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wider is better right? help me decide...

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  #1  
Old 12-12-2004
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wider is better right? help me decide...

if you'll all remember the pontiac commercial, "wider is better" referring to the stance of the car's wheels....

now..what would be a better overall stance for traction and all around goodness....sticking with my 31's on some rims with a 3.75" backspacing, or just gettin 33x12.50 tires on my stock rims....

which version of wider is gonna be actually better for me?
 
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  #2  
Old 12-12-2004
Join Date: Jun 2004
Location: Murfreesboro, TN
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Wider tires which use a wheel designed for a certain smaller series rubber will increase traction, but only in a straight line. Sidewall flex is your enemy in cornering situations. However, in a straight line acceleration scenario, sidewall flex (SF) is desired because you will not be able to break the tires free as easily because the SF absorbs some of the energy of the initial launch. SF hurts in cornering because it causes the vehicle to feel unstable and have a higher tendency to have a pronounced body roll, something you DON'T need more of in a truck.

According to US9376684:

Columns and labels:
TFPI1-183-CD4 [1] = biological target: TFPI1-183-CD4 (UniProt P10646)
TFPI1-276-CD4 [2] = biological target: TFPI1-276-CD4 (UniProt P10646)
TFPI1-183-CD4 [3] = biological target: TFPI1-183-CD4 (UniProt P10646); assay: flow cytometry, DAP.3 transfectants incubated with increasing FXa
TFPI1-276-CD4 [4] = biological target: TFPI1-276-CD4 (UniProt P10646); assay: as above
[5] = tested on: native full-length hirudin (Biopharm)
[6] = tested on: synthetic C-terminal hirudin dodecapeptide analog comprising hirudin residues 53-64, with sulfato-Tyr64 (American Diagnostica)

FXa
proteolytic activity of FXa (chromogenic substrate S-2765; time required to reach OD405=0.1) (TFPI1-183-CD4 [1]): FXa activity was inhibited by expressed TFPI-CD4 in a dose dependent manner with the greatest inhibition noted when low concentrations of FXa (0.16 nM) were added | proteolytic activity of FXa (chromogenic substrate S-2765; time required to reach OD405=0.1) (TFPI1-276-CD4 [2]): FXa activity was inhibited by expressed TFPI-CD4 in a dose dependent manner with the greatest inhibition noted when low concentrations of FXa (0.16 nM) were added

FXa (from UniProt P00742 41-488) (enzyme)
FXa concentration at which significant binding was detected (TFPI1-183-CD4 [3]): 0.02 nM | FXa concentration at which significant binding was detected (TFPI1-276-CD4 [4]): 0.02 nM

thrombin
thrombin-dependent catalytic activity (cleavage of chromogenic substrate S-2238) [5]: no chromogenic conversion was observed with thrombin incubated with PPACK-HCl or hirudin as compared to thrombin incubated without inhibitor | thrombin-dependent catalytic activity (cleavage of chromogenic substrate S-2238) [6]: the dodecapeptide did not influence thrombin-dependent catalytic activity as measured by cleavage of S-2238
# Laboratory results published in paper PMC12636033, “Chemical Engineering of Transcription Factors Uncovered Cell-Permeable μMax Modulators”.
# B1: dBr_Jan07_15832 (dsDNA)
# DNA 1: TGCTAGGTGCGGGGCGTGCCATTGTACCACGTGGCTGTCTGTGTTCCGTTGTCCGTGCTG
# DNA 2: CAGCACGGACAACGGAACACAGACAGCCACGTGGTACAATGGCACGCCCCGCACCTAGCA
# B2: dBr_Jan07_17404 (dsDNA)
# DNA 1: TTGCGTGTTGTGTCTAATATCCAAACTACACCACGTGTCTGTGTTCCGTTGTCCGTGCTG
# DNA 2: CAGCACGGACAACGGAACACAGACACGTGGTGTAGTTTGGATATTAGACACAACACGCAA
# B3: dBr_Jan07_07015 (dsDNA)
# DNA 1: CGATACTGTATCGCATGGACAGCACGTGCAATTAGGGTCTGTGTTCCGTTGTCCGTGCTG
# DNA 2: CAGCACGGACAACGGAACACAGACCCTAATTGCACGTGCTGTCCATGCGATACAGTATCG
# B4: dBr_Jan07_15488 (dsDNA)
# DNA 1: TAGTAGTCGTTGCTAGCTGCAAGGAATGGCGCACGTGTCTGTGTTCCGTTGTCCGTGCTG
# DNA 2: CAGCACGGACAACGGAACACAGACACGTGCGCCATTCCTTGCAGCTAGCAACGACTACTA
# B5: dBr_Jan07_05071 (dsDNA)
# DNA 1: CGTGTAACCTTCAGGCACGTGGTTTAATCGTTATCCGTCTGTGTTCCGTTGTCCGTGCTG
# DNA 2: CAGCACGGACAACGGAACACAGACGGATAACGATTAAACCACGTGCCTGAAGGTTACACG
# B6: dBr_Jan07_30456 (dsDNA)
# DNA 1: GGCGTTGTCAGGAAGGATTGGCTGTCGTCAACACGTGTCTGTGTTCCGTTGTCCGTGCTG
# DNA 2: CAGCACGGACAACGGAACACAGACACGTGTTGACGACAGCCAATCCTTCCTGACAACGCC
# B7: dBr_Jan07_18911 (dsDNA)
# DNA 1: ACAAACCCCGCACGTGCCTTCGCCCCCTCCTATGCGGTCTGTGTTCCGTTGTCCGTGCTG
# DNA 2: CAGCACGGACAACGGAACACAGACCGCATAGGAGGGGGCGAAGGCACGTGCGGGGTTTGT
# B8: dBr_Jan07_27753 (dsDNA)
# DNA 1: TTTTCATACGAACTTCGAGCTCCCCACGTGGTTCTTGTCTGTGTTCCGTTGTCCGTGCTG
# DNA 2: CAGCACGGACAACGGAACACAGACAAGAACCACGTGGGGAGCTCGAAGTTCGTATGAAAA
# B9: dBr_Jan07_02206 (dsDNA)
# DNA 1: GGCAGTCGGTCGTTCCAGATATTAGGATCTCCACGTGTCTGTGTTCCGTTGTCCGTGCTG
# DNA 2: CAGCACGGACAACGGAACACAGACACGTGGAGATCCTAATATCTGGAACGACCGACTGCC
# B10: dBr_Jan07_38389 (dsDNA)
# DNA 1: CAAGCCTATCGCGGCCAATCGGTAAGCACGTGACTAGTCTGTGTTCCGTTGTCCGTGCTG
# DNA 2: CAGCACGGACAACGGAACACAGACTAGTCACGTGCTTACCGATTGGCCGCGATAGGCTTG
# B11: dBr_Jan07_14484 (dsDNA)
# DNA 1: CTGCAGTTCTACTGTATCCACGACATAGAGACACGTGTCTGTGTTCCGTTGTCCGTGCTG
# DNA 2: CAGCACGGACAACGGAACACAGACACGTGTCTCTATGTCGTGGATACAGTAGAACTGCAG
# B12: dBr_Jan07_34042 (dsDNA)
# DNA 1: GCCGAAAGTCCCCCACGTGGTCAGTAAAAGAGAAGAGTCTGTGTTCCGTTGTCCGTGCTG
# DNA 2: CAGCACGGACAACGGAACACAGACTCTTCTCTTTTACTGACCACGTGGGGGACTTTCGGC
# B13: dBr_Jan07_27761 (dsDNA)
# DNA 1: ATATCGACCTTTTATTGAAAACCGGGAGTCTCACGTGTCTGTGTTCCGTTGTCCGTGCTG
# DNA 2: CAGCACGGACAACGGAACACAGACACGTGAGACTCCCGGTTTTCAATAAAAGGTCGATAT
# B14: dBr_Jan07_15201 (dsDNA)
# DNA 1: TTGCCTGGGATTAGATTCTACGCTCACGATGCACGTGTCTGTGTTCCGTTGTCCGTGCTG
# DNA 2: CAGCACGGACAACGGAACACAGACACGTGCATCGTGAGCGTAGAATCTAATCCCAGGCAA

So, if you're worried about road traction, in corners, and a better "handling" feel, wider rims and a plus-size (increase in wheel diameter, decrease in tire aspect ratio, same overall diameter as O.E) will yield a better result. Leo did much of the same thing with his. He spaced his wheels out with adapters, making the track width of the truck wider, which in turn decreased the factor of roll-center of gravity, thus making the truck handle better. Granted his wheel bearings are going to wear quicker, as have mine with a spacer setup, but the increase in handling RAWKS.

So for cornering I'd recommend wider wheels, possibly different backspacing, and a smaller side profile, not necessarily lo-pros, but smaller than your current setup. Off road tires will never handle like street tires.